Africans dealers to Chinese shipping companies 4.0

African entrepeneurs to Chinese businesses.

Would you like become our African Sylodium’s agent in global trade 4.0?

Choose your niches

niches as Guangdong – West Africa Shipping games, Beijing – Nigeria Shipping APPS, Hong Kong – South Africa reasonable Routes, Shenzhen – East Africa Shipping 4.0, China - North Africa Sea Transport 4.0

Tap Chinese investment virtually via Sylodium in Africa as this one in Keya, The 120km Nairobi-Naivasha line that was funded by Exim-Bank of China at a cost Sh150 billion

or this one in Pakistan where China together Pakistan have jointly organized the first international exhibition to showcase the significance of the Arabian Sea Gwadar Port and its economic free zone as an emerging international business hub, where Chinese don’t have any problema as they have in EU as Chinese investors have abandoned plans to build the large deep-water port in Sweden amid local concerns about the project’s environmental and security implications

In Sylodium you can manage the global niches you choose, and barter with them, ideas about niches in Exchange with money for the niche, or spaces (niches) with businesses percentages in the same or different niches etc

Three decades after the plan for open skies in Africa was mooted, 23 countries on the continent this week launched the Single African Air Transport Market.

Under this umbrella, cross-border flights will be treated as domestic flights for taxation and regulatory purposes, but step by step.

What about your African country and Shipping business 4.0? Some ideas about it?

Apart from Ethiopia’s State-owned merchant ships, majority of Eastern Africa including Kenya that receives one million containers every year do not own merchant ships.

Owning and operating a ship is a an expensive affair that the continent’s private sector has avoided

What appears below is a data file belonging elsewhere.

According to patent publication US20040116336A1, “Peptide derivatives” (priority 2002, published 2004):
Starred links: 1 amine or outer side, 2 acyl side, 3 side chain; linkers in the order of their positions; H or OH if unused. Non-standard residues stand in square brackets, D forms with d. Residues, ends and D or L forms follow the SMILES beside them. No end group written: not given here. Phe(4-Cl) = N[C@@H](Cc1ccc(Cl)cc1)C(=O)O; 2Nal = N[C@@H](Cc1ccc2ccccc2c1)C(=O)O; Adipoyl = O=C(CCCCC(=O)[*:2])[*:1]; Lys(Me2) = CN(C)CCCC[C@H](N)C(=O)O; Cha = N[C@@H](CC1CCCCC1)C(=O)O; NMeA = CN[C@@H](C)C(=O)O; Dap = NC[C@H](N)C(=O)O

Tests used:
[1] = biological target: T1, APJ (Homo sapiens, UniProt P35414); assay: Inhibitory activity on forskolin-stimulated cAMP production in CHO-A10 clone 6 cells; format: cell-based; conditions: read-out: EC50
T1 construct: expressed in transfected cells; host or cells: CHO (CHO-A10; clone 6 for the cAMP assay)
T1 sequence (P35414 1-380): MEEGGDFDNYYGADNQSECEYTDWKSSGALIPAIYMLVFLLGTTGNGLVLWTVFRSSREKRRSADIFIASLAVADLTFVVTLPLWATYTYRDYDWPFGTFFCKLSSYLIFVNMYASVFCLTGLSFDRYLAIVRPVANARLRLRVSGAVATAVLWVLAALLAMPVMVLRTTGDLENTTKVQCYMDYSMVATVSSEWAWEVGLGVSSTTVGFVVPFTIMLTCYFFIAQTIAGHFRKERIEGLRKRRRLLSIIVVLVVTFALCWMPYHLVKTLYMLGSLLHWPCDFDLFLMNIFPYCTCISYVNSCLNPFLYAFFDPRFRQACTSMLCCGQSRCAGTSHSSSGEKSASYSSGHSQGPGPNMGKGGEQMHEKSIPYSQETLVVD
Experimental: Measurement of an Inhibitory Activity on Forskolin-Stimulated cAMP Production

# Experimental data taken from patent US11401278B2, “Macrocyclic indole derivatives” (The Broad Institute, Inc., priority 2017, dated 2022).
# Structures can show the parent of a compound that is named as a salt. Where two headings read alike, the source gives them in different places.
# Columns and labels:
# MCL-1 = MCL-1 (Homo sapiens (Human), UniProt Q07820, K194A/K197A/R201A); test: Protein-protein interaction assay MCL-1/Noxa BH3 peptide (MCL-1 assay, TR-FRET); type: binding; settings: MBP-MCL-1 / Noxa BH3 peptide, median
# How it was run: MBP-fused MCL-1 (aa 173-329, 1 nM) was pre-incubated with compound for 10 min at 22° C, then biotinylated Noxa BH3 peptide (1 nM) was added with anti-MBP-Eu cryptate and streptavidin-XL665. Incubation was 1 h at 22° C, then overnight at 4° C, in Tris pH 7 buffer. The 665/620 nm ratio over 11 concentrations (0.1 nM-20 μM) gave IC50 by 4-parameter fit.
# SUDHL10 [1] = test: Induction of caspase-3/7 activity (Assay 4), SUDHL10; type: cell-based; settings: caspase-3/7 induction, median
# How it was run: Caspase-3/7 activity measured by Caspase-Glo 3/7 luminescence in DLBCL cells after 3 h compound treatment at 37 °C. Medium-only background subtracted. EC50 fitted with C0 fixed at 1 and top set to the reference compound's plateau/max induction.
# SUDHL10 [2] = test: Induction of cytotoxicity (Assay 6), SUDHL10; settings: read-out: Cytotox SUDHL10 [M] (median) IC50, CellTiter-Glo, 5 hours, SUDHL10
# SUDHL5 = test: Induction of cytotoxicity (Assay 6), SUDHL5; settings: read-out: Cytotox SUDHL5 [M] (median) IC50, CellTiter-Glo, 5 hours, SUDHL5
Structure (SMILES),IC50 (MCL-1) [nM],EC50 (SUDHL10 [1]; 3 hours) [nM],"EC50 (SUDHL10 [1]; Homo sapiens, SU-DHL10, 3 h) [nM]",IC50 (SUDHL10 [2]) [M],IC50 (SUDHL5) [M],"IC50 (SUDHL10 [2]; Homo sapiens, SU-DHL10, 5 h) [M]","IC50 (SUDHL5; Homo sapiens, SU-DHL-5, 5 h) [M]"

Some ideas about this? Some solution?

We can make money together: we need your talent to build BCB (beneficial circuit business) and to build Shipping APPS 4.0 inside our, contact us here

Our logical business system, allows you to segment your target markets to be seen, and dominate your bilateral trade niches from China to Africa and from Africa to China.

The digital evolution of South Africa’s shipping industry

As South Africa’s maritime and shipping industry continues to benefit from technological interconnectivity, the sector is on the brink of a true digital evolution – but requires dynamic changes to be made to its policies.

“The maritime sector is undergoing its own digital transformation. The sector requires increased monitoring, and creates the perfect conditions for The Internet of Things (IoT) to thrive. The IoT impacts all areas of shipping, from cargo carriers to cruise liners and fishing boats,” explains Olivier Ondet, SVP IoT & Analytics, Orange Business Services.

Digital transformation revolutionises maritime shipping

Nearly 96% of the South Africa’s exports are conveyed by sea, and the commercial ports are channels for trade, as well as hubs for traffic between southern African and Europe, Asia, America and the east and west coasts of Africa, according to Brand South Africa, (2017).

“Thus these ports should be using new platforms to enable improved data sharing between different port stakeholders, combining data, interoperability of existing platforms and new apps within the supply chain. Essentially, the solutions are designed to synchronise goods and logistics processes at the port and reduce costs and delays. Furthermore, IoT apps are being used to enable smart tracking of containers and schedule operations,” comments Ondet.

A digitised shipping minimises maritime shipping risk and error

For instance, Transnet National Ports Authority introduced a new port security system for South Africa, to safeguard customer cargo, port users, assets, and to track theft of cargo and damage, according to a Safety4Sea report, (2016). Thus the new system, apart from managing online and real time operations, further strengthens the ports security dubbed as “smart people ports.”

Using blockchain technology offers end-to-end bill of lading access by all entities in a supply chain, from freight forwarders and shipping carriers to port operators and regulators. “Blockchain technology will assist South Africa’s shipping sector to effectively manage all transactions or issuing of new currencies with a higher accuracy, full transparency, quick processing, increased security and a paperless system.

Companies need to implement policies around bring you own device (BYOD) and the appropriate security processes around this.

“As the South African shipping industry looks to leverage on the benefits of the digital age, the future of the industry is in applications, which promise to simplify the shipping cycle. When application are fully adopted, they have the potential to vastly reduce costs and complexity of trading, which could save the industry in costing, reduce errors, reduce time spent in transit and overall improve inventory management,” concludes Eric Piquet, Head of Business Development and Strategic projects in Satellite at Orange Business Services. 

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